Meteora
In a region of almost inaccessible sandstone peaks, monks settled on these 'columns of the sky' from the 11th century onwards. Twenty-four of these monasteries were built, despite incredible difficulties, at the time of the great revival of the eremetic ideal in the 15th century. Their 16th-century frescoes mark a key stage in the development of post-Byzantine painting.

Delphi
The pan-Hellenic sanctuary of Delphi, where the oracle of Apollo spoke, was the site of the omphalos, the 'navel of the world'. Blending harmoniously with the superb landscape and charged with sacred meaning, Delphi in the 6th century B.C. was indeed the religious centre and symbol of unity of the ancient Greek world.

Accommodation

City Hotel, Thessaloniki
This eco-friendly four-star hotel is perfectly situated right in the heart of Thessaloniki, which provides ease of access to both the city’s commercial and historical centre. The hotel embraces the eco-friendly style of operating and has been awarded the ‘green key’ for its eco-design.

The comfortable rooms are classically furnished and feature wooden floors. Each is equipped with bathroom with shower or bath, hair-dryer, air conditioning/heating, tea and coffee making facilities, TV and mini-bar. Guests benefit from free Wi-Fi access in all hotel areas.

The rooms we have selected are ‘inner view’ rooms. ‘City view rooms with balcony are available at a small supplement.

City Hotel Website

Hotel Kastraki, Meteora
The three-star Hotel Kastraki is located at the foothills of Meteora rocks in the village of Kastraki, just 2 km from Kalambaka town. The hotel has 27 comfortable and elegant rooms tastefully decorated with earthy tones and dark-coloured wooden furnishings. Room facilities include air-conditioning, TV, Safe, air-conditioning/heating, fridge, bathroom with shower or bath, hairdryer and balcony.

The public areas include a spacious lounge, TV room and cafeteria. Free Wi-Fi is available in all areas. A small section of Taverna’s are located close by.

Hotel Kastraki Website

Amalia Hotel, Delphi (October departures)
The Amalia Delphi has a superb location at the foot of mount Parnassus offering fantastic panoramic views across a green valley, all the way to the sea. Hotel facilities include a pool, restaurant, café-bar and pool bar. The classic guest rooms are located on four levels and are mostly twin bedded. Facilities include bathroom with bath or shower, hair dryer, TV, fridge and safebox. Wi-Fi is available throughout the hotel.

Amalia Hotel Delphi Website

Likoria Hotel, Arachova (November departure)
At 990 metres above sea level, the comfortable four-star Likoria Hotel is situated in the heart of the picturesque mountain village of Arachova. Each spacious and tastefully decorated room has a private balcony with views over the valley of Delphi. Hotel facilities include a bar, sauna, steam room, heating/air-conditioning and wi-fi. Rooms all have a private bathroom with bath or shower, balcony, TV, mini-bar and kettle. There is a good choice of tavernas within easy reach on foot from Likoria and some great local shopping too!

Likoria Hotel Website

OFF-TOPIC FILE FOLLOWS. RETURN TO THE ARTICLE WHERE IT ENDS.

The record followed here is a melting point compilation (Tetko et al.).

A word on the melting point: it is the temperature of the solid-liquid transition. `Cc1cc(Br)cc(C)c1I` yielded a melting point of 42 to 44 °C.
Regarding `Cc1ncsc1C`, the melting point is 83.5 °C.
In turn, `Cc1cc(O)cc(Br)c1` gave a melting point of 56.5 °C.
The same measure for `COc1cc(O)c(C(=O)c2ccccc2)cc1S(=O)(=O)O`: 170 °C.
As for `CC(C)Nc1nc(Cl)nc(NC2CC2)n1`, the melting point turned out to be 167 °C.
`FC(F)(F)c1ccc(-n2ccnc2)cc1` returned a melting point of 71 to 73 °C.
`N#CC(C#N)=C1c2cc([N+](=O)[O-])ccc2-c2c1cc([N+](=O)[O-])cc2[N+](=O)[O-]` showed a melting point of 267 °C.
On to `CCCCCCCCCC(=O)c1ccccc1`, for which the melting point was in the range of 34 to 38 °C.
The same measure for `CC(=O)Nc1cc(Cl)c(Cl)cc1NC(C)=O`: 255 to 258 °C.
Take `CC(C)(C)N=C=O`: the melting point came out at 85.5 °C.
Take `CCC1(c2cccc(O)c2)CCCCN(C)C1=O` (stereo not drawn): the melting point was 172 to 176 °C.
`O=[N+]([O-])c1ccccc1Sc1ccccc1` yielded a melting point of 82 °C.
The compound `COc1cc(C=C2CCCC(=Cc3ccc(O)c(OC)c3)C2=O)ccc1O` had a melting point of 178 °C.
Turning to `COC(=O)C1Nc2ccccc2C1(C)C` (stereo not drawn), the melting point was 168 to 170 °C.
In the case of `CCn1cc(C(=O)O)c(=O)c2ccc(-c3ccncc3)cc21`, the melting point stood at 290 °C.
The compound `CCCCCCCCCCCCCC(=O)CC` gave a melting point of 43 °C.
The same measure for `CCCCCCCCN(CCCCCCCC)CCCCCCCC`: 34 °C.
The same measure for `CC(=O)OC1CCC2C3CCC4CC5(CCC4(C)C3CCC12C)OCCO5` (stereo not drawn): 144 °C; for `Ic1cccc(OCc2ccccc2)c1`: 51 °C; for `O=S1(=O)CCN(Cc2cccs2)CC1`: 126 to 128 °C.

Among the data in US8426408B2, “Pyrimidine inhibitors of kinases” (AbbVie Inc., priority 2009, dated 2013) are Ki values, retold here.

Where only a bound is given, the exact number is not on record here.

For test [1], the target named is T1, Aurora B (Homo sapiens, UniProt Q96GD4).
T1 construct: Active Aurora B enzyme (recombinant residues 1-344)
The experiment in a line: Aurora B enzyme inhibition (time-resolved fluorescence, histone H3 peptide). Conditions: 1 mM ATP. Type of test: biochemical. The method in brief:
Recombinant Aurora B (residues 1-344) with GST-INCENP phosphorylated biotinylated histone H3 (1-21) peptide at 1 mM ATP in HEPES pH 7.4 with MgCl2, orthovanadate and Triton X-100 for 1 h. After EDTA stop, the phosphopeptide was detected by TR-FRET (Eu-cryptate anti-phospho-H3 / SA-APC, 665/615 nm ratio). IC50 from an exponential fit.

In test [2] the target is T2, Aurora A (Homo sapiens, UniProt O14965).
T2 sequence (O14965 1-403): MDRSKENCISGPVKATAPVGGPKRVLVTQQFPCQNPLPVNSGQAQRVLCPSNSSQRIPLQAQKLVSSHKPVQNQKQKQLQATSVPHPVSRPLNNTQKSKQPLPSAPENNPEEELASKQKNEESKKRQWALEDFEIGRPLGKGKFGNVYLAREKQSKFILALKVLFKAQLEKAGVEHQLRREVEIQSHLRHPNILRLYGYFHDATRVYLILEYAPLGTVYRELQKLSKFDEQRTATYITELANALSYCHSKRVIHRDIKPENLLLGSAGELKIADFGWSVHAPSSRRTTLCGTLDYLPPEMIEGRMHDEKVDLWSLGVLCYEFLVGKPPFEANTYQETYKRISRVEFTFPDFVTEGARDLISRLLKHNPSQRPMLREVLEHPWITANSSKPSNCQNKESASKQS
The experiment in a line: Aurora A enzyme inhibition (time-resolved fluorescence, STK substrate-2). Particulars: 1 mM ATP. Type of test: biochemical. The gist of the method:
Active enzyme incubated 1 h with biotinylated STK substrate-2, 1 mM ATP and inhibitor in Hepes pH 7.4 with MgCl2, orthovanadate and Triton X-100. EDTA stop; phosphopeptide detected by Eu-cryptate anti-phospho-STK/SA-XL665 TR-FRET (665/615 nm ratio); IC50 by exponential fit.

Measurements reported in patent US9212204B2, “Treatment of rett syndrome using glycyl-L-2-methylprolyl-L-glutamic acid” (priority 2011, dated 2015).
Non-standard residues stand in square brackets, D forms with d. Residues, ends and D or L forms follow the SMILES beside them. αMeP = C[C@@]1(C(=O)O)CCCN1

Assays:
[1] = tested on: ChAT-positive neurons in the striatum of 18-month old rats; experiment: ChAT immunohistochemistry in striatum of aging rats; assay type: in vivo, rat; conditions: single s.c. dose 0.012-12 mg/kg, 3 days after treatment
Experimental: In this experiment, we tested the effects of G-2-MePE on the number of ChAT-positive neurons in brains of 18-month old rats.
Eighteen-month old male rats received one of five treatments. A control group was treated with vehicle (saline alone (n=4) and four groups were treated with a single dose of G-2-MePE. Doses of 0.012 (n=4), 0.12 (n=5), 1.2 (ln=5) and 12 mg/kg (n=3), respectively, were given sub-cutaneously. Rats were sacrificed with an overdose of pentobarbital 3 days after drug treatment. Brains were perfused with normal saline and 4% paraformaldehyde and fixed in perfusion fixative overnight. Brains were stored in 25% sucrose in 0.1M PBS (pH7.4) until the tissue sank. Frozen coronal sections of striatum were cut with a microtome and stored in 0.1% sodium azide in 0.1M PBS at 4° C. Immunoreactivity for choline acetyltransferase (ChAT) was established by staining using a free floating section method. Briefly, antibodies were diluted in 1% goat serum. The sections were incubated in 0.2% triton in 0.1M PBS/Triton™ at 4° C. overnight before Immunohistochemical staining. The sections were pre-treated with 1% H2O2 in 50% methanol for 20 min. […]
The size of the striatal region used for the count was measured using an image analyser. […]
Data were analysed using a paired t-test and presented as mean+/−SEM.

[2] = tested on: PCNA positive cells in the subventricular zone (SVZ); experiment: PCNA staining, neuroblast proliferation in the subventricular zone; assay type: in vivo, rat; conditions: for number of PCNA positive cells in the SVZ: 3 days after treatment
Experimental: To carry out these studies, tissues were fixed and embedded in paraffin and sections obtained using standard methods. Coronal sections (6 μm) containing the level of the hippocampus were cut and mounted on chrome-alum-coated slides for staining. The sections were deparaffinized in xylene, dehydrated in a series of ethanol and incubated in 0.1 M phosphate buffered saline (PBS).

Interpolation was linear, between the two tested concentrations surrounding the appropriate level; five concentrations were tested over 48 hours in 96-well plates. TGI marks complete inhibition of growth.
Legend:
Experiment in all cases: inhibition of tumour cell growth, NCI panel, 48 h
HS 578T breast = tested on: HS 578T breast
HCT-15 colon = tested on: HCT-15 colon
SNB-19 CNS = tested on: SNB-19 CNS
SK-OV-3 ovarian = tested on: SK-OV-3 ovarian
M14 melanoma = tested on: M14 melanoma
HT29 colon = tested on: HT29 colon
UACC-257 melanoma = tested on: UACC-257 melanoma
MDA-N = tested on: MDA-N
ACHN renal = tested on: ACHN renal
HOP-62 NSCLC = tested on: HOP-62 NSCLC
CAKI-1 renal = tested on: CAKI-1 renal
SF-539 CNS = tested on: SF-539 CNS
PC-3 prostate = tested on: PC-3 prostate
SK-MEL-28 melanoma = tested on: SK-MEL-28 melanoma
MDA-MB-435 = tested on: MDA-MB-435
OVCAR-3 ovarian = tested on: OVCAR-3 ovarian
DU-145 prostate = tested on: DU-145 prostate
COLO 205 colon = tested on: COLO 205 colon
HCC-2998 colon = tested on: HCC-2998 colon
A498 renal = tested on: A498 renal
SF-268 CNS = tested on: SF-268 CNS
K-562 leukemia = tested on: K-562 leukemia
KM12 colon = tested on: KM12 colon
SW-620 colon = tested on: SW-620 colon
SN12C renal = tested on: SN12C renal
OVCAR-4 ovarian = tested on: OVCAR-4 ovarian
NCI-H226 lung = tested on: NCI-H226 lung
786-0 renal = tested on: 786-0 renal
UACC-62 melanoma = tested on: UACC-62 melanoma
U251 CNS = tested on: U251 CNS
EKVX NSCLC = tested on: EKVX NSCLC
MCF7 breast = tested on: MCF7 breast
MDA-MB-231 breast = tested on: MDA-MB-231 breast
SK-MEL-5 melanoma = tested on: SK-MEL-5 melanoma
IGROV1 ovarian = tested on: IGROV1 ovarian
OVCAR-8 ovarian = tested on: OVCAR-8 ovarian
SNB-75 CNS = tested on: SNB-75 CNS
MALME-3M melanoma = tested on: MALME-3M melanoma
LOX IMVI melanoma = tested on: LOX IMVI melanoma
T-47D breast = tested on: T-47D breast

Destinations
  • Europe
  • Mycenae
  • Temple of Olympian Zeus
  • Athens
  • London
  • Delphi
  • Sofia
  • Thessaloniki
  • Greece
  • Kalambaka
  • Arachova
  • Macedonia
Tour Types
  • Seniors
  • Art/History Tours
  • Air Tours
  • Art
  • History
  • 50 plus
Departure Points
  • London Heathrow

Your Lecturer - Jeremy Paterson
Jeremy taught Greek and Roman history for over forty years at Newcastle University. He has travelled widely in Greece and the Mediterranean. His enthusiasm for the ancient world was first inspired by reading Homer and then by his fascination with the archaeological discoveries at Mycenae and Knossos. He is much in demand as a speaker at home and in many of the classical countries of the Mediterranean, where he has accompanied many groups to sites and museums.

15th October and 2 November 2017 Itinerary

Day 1: Fly from London Gatwick to Thessaloniki. On arrival transfer to Thessaloniki (approx. 30 mins) for a four night stay at the City Hotel. This evening there will be a brief introductory talk by Jeremy.

Day 2: Byzantine Thessaloniki. Thessaloniki was, for many centuries, the second-most important city of the Byzantine Empire, this legacy has left some wonderful monuments, many of which are listed as UNESCO World Heritage sites. Visits today will include the churches of Saint Demetrios (7thC), Acheiropoietos (5thC), Agia Sofia (8thC), Hosios David (5thC), and, if time, Vlatadon Monastery (14thC). Today will be spent mostly on foot. Overnight in Thessaloniki. This evening there will be a talk by Jeremy (please see the More Info tab for details of the talks).

Day 3: Macedonian Day – Vergina and Pella. The city of Aigai, the ancient first capital of the Kingdom of Macedonia, was discovered in the 19th century near Vergina. The most important remains are the monumental palace, lavishly decorated with mosaics and painted stuccoes, and the burial ground with more than 300 tumuli, some of which date from the 11th century B.C. One of the royal tombs in the Great Tumulus is identified as that of Philip II, who conquered all the Greek cities, paving the way for his son Alexander and the expansion of the Hellenistic world. Overnight in Thessaloniki. This evening there will be a talk by Jeremy.